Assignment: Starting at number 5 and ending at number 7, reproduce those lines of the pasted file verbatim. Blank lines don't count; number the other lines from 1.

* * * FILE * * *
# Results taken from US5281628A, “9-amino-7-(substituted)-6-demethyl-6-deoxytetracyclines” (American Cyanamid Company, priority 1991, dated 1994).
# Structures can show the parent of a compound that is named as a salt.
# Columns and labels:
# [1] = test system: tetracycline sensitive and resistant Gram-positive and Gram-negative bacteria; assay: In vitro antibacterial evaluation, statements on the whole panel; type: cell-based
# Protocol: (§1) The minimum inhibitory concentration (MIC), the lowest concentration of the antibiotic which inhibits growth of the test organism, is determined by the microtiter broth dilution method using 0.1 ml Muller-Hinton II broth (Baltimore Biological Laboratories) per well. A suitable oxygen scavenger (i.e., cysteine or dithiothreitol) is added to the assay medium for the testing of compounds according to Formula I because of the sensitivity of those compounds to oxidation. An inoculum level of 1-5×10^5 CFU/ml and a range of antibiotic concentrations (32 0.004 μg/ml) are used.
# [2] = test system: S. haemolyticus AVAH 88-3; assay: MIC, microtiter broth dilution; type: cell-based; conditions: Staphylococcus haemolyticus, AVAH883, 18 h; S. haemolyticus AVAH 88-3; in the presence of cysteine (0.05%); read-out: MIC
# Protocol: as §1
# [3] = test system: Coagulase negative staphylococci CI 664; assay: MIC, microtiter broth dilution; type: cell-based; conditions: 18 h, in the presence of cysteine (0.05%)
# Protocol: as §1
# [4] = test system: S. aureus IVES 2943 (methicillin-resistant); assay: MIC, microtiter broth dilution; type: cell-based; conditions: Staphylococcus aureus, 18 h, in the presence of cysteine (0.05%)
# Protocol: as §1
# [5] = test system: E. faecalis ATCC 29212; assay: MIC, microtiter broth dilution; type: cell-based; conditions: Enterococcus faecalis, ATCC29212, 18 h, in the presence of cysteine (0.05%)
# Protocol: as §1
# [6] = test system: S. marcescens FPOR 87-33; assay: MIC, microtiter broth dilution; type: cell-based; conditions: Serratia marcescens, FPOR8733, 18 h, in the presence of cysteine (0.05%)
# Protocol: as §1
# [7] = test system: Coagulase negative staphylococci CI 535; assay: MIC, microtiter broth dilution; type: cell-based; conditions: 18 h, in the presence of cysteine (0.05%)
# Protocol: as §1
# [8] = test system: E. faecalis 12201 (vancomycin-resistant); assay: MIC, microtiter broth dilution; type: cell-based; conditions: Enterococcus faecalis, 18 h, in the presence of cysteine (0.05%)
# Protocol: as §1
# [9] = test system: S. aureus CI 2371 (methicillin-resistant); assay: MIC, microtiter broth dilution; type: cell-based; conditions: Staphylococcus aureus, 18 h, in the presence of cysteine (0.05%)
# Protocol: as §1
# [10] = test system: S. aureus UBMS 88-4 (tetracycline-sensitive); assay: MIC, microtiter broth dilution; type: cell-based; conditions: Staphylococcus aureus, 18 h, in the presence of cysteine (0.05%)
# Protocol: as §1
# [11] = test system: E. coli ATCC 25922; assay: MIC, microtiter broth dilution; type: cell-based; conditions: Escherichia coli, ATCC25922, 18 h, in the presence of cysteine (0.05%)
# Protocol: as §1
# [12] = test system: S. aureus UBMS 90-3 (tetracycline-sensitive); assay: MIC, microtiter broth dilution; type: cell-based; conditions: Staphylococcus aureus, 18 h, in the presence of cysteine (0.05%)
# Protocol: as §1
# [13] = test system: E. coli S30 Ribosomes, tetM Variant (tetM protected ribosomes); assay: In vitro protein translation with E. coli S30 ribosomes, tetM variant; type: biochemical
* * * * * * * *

# Protocol: (§1) The minimum inhibitory concentration (MIC), the lowest concentration of the antibiotic which inhibits growth of the test organism, is determined by the microtiter broth dilution method using 0.1 ml Muller-Hinton II broth (Baltimore Biological Laboratories) per well. A suitable oxygen scavenger (i.e., cysteine or dithiothreitol) is added to the assay medium for the testing of compounds according to Formula I because of the sensitivity of those compounds to oxidation. An inoculum level of 1-5×10^5 CFU/ml and a range of antibiotic concentrations (32 0.004 μg/ml) are used.
# [2] = test system: S. haemolyticus AVAH 88-3; assay: MIC, microtiter broth dilution; type: cell-based; conditions: Staphylococcus haemolyticus, AVAH883, 18 h; S. haemolyticus AVAH 88-3; in the presence of cysteine (0.05%); read-out: MIC
# Protocol: as §1